Here’s a quick look at Spotify – the new London-based music service that’s debuting in the U.S. today – used on a Sonos streaming music system.
I compared Spotify on the device with Rhapsody, the Seattle-based company that spun out of RealNetworks. Both offer unlimited access to huge music catalogs for $10 per month. Spotify also has a free, ad-supported service but it’s not yet available here.
Spotify began in Sweden in 2008 and now has 1.6 million paying subscribers in seven countries in Europe. Rhapsody has 800,000 paying customers in the U.S.
Rhapsody claims to have 12 million tracks and Spotify claims to have 15 million. It didn’t take long for me to discover that Spotify has some European versions of albums that Rhapsody doesn’t. It’s kind of neat to have both a U.K. and U.S. release of the same track but it probably doesn’t matter in most cases, if the songs are exactly the same.
Spotify has some of the same glaring holes in its catalog as Rhapsody. Neither one has the Beatles or Led Zeppelin, apparently because of licensing issues. So fans of those and other “unlisted” bands still have to mix their own collection with a cloud service.
On the Sonos, at least, Rhapsody has superior menu options providing a music guide, channels with different themes and genres and access to favorite artists, albums and genres:
Spotify’s primary menu offers “search” and sets and starred tracks from iTunes, which it maps when you first set up the service. One of its best tricks is the way Spotify pulls your existing music collection into its library, combining offline and online libraries. On my system it found lists from when I was testing iLike and pulled them onto the menu:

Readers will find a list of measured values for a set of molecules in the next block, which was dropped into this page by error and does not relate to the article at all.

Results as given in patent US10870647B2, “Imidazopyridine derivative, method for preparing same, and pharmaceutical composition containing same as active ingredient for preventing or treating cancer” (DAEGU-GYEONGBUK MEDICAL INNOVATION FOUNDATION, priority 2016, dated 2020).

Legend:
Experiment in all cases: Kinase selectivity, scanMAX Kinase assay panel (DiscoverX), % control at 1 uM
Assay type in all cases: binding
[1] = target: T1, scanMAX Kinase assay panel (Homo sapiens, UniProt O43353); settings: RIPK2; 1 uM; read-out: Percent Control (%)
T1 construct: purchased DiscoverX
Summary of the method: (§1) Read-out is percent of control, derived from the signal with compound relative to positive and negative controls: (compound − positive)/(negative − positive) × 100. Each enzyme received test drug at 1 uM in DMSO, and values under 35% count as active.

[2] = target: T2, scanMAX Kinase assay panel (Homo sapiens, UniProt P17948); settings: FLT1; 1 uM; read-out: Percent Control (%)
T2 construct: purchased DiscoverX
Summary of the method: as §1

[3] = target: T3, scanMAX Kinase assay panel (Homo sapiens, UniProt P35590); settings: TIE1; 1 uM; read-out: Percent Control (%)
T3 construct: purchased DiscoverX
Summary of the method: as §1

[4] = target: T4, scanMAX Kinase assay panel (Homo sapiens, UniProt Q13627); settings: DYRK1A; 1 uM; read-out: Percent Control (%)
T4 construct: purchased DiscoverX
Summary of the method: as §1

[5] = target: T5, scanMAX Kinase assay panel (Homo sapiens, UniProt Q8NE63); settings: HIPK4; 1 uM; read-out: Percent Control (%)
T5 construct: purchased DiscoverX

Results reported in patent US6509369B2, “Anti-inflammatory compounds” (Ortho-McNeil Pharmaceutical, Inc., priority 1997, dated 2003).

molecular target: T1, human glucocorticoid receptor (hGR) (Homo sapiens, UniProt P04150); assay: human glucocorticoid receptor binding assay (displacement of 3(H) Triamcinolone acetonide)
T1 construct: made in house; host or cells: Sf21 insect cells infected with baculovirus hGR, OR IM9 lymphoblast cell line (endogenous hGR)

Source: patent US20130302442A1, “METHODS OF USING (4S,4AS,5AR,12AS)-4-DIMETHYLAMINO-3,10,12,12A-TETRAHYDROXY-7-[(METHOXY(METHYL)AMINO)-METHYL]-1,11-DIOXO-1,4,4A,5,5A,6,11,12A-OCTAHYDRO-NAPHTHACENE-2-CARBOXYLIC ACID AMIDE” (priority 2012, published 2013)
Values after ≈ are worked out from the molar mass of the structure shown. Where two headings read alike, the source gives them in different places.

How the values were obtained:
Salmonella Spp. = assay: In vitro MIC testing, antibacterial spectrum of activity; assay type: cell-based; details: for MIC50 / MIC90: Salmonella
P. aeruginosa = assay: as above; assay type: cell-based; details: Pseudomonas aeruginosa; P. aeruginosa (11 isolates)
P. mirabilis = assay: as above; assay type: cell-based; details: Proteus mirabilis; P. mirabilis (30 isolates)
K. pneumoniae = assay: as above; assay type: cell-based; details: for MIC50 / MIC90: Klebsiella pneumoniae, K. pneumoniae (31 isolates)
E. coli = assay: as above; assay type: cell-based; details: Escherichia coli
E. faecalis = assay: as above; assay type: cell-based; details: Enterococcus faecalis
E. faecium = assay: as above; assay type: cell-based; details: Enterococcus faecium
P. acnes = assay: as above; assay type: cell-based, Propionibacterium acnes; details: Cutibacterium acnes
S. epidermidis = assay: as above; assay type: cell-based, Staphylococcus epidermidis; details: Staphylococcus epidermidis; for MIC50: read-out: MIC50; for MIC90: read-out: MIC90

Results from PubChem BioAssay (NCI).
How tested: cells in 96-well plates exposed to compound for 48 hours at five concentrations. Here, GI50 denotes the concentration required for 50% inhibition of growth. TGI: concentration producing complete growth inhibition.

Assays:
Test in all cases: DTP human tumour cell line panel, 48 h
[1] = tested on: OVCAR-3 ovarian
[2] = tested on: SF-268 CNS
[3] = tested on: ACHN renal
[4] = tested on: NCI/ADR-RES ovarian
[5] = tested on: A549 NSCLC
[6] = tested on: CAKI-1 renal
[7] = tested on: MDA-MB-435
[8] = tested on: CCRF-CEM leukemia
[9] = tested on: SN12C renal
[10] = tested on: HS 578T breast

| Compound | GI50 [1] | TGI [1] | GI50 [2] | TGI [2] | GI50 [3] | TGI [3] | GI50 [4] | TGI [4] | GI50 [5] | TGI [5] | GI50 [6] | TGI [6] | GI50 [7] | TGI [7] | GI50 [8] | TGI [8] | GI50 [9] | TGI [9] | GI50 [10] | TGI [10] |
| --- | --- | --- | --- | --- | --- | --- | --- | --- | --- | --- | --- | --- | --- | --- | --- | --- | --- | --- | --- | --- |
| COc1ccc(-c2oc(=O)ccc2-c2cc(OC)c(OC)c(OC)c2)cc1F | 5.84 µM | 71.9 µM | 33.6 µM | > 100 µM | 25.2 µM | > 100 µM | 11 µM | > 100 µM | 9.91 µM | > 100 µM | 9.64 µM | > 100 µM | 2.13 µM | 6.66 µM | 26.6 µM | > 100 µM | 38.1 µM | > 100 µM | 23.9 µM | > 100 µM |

On a PC desktop, Spotify’s player looks very similar to the iTunes jukebox and it seems designed to function as a cloud extension of iTunes:
Yet Rhapsody still has some advantages. It trounces Spotify when it comes to information about the music you are playing on the Sonos, at least. On the device you can tap to learn about related music and background about the artist that’s playing. Spotify’s “information” button calls up only offers to show you “all albums” by the artist, at least on the one I tried. Maybe this is because of Spotify’s affinity for iTunes – it seems designed by and for people who use it in parallel with iTunes, where you can learn more about a particular artist.
Rhapsody’s artist information:
Spotify’s artist information:
There are slight differences in search results on the two services. It’s funny – when I searched for “Rolling Stones,” Spotify called up the local band after I typed “rolling.” Rhapsody showed other results until I typed in “rolling sto.”
But Rhapsody guessed faster when I search for Portland band The Decemberists. It chose the right band after I typed “decemberi” while Spotify couldn’t figure it out until I typed three more letters to spell the whole name.
I couldn’t tell a difference in the audio quality but I was intrigued by the Stones U.K. releases on Spotify. Rhapsody listed 57 different Stones albums. Spotify didn’t number the albums and I didn’t take the time to count them all, but appeared to have more Stones albums because it included things like soundtracks on which a Stones song appeared.
Spotify has U.K. and U.S. versions of some albums:
If you want a huge music library at your fingertips, these services are well worth $10 a month. You can browse before subscribing to see if they have your favorite bands or major exceptions, but the catalogs seem roughly the same.
Spotify has some better features on its desktop player and connects to Facebook.
But on a handheld device like the Sonos – where you want the best menu and discovery options – Rhapsody has the edge.